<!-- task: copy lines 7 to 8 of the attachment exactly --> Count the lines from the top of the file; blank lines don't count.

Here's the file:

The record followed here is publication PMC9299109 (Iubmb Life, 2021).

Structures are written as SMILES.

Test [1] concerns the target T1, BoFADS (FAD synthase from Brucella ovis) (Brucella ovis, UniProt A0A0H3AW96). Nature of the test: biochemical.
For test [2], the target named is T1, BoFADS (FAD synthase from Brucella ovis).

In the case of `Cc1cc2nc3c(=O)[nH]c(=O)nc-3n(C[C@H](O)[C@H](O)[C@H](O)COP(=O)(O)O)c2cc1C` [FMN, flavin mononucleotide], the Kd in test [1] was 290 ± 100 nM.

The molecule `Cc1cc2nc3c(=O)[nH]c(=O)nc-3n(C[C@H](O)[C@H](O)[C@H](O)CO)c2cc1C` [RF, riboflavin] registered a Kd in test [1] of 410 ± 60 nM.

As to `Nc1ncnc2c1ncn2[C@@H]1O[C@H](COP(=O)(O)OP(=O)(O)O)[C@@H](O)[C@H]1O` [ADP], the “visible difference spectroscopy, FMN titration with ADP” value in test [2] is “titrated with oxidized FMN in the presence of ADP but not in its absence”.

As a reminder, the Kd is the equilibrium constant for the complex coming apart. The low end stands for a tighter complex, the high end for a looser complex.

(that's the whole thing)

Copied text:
As to `Nc1ncnc2c1ncn2[C@@H]1O[C@H](COP(=O)(O)OP(=O)(O)O)[C@@H](O)[C@H]1O` [ADP], the “visible difference spectroscopy, FMN titration with ADP” value in test [2] is “titrated with oxidized FMN in the presence of ADP but not in its absence”.

As a reminder, the Kd is the equilibrium constant for the complex coming apart. The low end stands for a tighter complex, the high end for a looser complex.